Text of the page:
Statistical look

The graph below is the same data as the red/green plot above, only this time, I am looking at red versus blue values. This perspective shows a bit more crookedness. It looks like there are two separate populations: those with darker skin, and those with lighter skin. It looks like two different lines are needed to describe the different sets. 

Red and blue values of same data, with a discontinuity highlighted

So, there is a crooked line in RGB space that defines skin tones. For the sake of simplicity, I am going to start by looking at the statistics of just the brighter dots (where R > 180, G > 120, and B > 110). This reduced the set from 420 data points to 404. To be clear, I am quite literally discriminating here on the basis of skin color, excluding the darker skin tones. I apologize, but the darker tones belong to a different statistical distribution. 

Now it is my turn to show off some really golly-whiz bang math. This is a green/blue view of the segregated data points, with a red line showing three axes of an ellipse. This ellipse is the proxellipse (with coverage of 3), which is an ellipse that is basically in the same shape, size, and orientation of the data.

Green and blue values of skin tones, with the axes of an ellipse shown in red

Now I'll say a bit more about the proxellipse. It's a statistical thing. Essentially, I have extended the idea of standard deviation to three dimensions. The size of this proxellipse is three standard deviation units in each of the directions. Now, I assume that I am not the first to discover the technique, but it would appear that this technique is not well known in the color science community [6]. Or maybe it's just a dumb idea?

Getting back to the kinda fatness of the line. The degree of kinda fatness can now be quantified. To demonstrate that the data points here are very close to being a line, the length of the major axis is 28.8 gray values. The other two minor axes are 5.3 and 3.3 gray values. For those who don't recall, 28.8 is much bigger than 5.3 and 3.3.

An algebraic look

Let's just pretend that someone wanted to come up with an equation that could be used to generate a sequence of reasonable skin tones. I called that Application #1. One approach would be to apply linear regression to any of the graphs above. One might, for example, determine a best fit function for G as a function of R, and another regression would determine the best fit of B as a function of R. In this way, the value of R is a parameter that can be used to determine the other two color coordinates.

This may work, but I have some reservations about this technique. First, such a regression treats R as an independent variable and G as a dependent one. Really, the two should be in the same category. It seems like something must go wrong. (OK, that's just a philosophical argument.) 

Second, the choice of expressing G as a function of R, for example, is a bit problematic due to the relatively steep slope. A small change in R will cause a large change in G. And (the important part) a small change in the random data will cause a large change in the slope that is calculated through regression. That's a bummer.

Third, I have a little known fact about statistics. Garden variety linear regression starts with the assumption that there is no noise in the independent variable. That is to say, it is based on the assumption that we know the R values perfectly, and any deviation from a straight line is strictly because of random variation in G. Now here is my little known fact: If you add random noise to both of the variables in a linear regression, the slope of the regression line will move toward zero. The noise in the independent variable adds a bias.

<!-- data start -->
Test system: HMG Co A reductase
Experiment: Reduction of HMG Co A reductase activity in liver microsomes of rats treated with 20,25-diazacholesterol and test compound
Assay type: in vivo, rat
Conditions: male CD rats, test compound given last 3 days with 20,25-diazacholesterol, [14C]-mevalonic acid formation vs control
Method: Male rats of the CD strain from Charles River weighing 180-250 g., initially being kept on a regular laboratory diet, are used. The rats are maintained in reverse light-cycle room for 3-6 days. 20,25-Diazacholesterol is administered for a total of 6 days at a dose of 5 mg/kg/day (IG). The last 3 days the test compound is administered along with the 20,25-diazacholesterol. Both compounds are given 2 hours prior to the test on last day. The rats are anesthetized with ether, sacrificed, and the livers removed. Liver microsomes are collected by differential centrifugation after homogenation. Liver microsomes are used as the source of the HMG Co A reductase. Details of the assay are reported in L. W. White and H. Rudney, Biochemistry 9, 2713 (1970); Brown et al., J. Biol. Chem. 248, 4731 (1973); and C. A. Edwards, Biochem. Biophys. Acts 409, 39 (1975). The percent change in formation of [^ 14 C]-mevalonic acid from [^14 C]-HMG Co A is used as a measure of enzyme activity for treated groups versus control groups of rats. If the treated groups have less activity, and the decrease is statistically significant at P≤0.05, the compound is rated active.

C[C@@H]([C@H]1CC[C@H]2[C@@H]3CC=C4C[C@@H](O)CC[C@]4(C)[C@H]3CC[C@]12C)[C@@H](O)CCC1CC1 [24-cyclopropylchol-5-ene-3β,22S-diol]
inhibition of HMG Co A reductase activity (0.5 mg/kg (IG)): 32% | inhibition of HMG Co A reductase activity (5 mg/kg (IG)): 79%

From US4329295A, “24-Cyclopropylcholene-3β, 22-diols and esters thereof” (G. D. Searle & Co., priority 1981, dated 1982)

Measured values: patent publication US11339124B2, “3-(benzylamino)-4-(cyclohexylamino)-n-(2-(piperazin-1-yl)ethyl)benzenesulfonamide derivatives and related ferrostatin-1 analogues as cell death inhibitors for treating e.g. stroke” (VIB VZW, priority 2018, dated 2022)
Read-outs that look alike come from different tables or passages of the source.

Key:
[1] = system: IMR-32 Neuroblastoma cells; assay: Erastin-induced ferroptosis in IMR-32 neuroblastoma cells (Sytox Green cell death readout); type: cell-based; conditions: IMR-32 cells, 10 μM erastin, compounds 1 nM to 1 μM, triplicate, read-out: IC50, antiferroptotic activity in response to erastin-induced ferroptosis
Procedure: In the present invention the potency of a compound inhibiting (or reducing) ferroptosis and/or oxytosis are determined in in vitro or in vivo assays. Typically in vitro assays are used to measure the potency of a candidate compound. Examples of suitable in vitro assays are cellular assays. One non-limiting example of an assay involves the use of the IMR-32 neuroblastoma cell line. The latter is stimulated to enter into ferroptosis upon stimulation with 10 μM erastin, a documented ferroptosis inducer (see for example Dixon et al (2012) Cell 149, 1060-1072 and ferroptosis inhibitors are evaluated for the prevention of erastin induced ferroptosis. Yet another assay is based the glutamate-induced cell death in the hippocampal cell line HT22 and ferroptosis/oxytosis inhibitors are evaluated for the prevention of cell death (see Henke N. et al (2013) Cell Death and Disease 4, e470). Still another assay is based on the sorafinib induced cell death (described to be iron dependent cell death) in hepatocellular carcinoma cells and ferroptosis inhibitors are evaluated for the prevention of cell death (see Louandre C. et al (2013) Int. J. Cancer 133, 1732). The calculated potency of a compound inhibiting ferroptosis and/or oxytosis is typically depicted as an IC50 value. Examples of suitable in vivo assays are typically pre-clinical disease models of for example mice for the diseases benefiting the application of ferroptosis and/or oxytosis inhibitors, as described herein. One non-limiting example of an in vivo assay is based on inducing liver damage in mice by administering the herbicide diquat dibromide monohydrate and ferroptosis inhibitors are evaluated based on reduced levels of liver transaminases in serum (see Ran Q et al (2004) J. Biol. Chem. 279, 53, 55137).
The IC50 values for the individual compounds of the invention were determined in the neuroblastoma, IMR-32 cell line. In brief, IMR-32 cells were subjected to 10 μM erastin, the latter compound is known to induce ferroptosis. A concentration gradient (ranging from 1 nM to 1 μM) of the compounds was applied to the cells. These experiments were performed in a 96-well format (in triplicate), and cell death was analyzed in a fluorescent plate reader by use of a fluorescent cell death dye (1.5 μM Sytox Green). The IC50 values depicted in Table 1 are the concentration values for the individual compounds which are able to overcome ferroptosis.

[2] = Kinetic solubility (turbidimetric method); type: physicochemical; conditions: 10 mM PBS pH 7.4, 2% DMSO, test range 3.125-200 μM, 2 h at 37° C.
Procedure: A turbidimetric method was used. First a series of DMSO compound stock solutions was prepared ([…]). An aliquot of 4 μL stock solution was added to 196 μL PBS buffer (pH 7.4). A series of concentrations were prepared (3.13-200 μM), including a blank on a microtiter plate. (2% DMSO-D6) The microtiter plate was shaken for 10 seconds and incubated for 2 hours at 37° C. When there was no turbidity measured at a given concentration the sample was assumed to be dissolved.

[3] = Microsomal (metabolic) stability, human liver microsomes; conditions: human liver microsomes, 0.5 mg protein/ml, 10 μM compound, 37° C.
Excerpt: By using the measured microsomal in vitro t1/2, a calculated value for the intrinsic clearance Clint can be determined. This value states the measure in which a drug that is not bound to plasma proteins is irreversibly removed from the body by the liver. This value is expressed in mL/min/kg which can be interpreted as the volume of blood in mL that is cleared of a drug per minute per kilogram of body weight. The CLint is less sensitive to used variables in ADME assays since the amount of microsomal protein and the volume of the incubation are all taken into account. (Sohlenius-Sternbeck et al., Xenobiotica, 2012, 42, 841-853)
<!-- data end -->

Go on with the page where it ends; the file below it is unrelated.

So... how about another approach? Using my proxellipse analysis, I arrived at the following equations for the RGB values of the skin tones:

     R = 224.3 + 9.6 k
     G = 193.1 + 17.0 k
     B = 177.6 + 21.0 k

When k is allowed to go from -3 to 3, this will provide RGB triplets for reasonable lighter skin tones. The following equations will give reasonable RGB triplets for darker skin tones.

     R = 168.8 + 38.5 k
     G = 122.5 + 32.1 k
     B = 96.7 + 26.3 k

I apologize again... I have created separate but equal equations. <sigh>

Caveats

Science?
As a scientific experiment, this is perhaps not controlled enough to be accepted into a peer reviewed journal. Now, I have every reason to believe that Angela has controlled conditions as best as she can. But, she is using a camera, and cameras are not color measurement devices. As far as I know, she has not provided an image with a Munsell color checker card that would serve to calibrate the colors to real units. There isn't a statement about the type of camera or the settings. In particular, there is no statement of the gamma setting of the camera. (Gamma is a setting that will increase the brightness of midtones in order to give the picture a better appearance. Most cameras have this enabled by default, and it gets in the way of accurate color measurement.)

But these are not my big bugaboo. RGB cameras (at least almost every one on the market today) do not see color the same way we do. The red, green, and blue filters in a camera do not give the camera the same spectral response of the three cones in the eye. I investigated this in my paper Why do Color Transforms Work?

Also, the RGB response differs from camera to camera, so as they say, results may vary.

Ideally, the purist in me would like to see spectral data on everyone's skin, but the purist in me is too darn mired in the details to ever get a blog out. And besides, the images on her website do all look like reasonable skin tone on both of the computer monitors that I routinely use.

Skin blemishes and goniophotometry and umbrophotometry

This analysis is rather simplistic in that it associates one single RGB value with the color of a person's skin. That's just plain silly, for two reasons. First, skin is not uniform in color, especially as one gets older. Second, the color of the skin (and just about anything for that matter) depends on the angles that it is illuminated from and the angle from which it is viewed. If the lighting angle, surface orientation, and the camera are all at the right angle, you can see a very white specular reflection on a surface. This effect is called goniophotometry, the measurement of light as a function of angle.